Last week, space shuttle Atlantis stepped down on the Kennedy Space Centre, wrapping up NASA’s 30-year long, glorious space mission history. Now, as it adores the museum at the space centre, NASA is finalizing a deal with United Launch Alliance (ULA), which is a joint venture between Lockheed Martin and Boeing, to begin its tryst with commercial rocket launches sending astronauts to the International Space Station (ISS), a report in Physorg.com stated.
The Atlas V
In a bid to provide cost-friendly U.S. government missions to space, the usage of the Atlas V rocket is being considered. However, reports suggest that it will be a good four years before any of their plans on paper would materialize. Both the ULA and NASA would join forces, and then decide the best way to put the Atlas V to use. The Atlas V last took off on a mission on the 7th of May this year, on a missile satellite warning mission and completed the same successfully. By far, it has mostly been sent on missions pertaining to the US’s Defense Department.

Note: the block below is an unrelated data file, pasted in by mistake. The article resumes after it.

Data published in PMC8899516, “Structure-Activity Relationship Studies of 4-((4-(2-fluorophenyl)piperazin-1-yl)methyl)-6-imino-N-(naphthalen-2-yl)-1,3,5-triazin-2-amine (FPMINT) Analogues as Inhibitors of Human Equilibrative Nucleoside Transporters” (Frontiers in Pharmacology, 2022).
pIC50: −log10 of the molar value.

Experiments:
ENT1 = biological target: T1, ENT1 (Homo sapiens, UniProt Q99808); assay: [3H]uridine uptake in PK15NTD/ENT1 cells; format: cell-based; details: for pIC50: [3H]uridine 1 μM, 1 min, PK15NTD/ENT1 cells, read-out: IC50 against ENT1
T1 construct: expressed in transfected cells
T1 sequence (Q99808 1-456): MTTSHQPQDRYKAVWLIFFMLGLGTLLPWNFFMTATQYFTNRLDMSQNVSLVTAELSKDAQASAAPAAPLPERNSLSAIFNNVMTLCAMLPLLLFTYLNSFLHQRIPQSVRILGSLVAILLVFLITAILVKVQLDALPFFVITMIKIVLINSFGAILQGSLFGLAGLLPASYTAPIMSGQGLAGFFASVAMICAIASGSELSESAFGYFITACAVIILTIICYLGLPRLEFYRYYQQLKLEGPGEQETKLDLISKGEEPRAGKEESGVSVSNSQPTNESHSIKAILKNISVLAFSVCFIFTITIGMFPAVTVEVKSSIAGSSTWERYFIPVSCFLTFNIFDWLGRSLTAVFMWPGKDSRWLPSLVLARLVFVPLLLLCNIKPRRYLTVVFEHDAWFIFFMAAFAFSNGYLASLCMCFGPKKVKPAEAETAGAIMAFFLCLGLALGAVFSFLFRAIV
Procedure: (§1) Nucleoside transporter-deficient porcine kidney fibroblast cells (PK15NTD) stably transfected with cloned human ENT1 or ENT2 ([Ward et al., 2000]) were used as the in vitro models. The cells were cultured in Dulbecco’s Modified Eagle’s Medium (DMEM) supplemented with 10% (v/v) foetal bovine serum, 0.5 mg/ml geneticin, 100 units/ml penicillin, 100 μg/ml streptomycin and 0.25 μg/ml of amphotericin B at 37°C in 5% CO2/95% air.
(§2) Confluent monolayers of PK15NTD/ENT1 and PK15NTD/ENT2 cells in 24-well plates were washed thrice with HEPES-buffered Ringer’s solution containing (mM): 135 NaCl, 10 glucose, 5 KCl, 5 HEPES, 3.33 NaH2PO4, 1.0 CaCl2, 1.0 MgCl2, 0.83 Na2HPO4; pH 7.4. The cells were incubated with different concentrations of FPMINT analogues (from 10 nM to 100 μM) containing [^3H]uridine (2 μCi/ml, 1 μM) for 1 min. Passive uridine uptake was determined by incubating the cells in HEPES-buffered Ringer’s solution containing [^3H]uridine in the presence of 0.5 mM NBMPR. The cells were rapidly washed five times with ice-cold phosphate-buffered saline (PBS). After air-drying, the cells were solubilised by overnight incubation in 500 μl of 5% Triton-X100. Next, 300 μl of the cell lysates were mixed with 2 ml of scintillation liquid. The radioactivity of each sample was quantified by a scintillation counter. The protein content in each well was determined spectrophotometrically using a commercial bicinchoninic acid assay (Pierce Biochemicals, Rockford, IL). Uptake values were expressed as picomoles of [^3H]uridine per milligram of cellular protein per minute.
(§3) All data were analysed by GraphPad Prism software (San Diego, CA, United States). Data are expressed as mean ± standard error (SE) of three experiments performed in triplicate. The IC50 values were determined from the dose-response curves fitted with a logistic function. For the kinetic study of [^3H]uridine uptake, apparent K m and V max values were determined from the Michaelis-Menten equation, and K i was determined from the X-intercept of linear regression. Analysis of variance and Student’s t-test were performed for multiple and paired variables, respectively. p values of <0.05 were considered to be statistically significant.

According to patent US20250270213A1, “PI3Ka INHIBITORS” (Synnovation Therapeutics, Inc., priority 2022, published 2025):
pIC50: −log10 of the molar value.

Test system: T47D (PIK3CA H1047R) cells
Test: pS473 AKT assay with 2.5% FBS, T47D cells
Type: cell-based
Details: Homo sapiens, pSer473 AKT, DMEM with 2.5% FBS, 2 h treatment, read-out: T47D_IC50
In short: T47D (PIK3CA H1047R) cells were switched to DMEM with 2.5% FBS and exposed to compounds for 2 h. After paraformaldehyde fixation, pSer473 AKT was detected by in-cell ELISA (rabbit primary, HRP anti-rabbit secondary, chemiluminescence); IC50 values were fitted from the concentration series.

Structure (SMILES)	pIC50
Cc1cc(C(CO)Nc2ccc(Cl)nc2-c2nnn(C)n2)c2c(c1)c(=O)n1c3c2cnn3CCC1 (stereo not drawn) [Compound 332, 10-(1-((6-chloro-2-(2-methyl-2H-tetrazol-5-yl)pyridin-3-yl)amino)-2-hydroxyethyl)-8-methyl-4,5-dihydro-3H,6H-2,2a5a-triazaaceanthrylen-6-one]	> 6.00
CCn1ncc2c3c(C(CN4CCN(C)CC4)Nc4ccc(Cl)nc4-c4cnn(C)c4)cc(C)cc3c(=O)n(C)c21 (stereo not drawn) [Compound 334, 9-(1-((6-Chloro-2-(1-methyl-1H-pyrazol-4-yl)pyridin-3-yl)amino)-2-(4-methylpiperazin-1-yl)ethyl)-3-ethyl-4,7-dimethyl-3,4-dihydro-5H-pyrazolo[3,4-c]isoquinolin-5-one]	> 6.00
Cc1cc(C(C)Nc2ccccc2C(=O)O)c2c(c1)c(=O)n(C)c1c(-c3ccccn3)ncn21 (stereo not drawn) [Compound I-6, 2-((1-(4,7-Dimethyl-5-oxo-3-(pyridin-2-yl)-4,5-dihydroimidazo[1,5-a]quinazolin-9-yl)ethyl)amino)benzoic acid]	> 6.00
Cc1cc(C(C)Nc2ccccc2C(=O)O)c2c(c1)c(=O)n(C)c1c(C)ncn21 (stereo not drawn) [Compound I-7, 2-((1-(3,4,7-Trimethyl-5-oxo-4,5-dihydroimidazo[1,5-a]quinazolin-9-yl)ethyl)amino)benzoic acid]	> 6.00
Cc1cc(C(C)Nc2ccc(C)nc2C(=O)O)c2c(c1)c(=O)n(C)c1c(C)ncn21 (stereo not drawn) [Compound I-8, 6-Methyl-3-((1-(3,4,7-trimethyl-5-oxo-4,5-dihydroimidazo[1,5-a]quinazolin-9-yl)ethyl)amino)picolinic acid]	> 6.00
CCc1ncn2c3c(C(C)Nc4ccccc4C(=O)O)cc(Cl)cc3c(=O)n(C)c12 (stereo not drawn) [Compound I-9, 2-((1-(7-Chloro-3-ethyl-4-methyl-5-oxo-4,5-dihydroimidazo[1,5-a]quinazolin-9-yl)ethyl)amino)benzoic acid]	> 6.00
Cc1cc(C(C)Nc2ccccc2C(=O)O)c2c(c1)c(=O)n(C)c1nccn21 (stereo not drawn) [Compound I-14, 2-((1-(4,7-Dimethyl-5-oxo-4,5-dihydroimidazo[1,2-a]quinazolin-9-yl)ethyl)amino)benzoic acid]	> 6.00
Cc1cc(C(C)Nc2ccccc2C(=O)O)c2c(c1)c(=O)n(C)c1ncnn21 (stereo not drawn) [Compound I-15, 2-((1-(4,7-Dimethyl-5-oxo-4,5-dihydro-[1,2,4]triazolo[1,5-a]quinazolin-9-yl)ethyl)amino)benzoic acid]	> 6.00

The Atlas V is being preferred for the 100 percent success track record that it enjoys, making it a strong contender for other companies like Sierra Nevada Corp and Blue Origin for a buyout.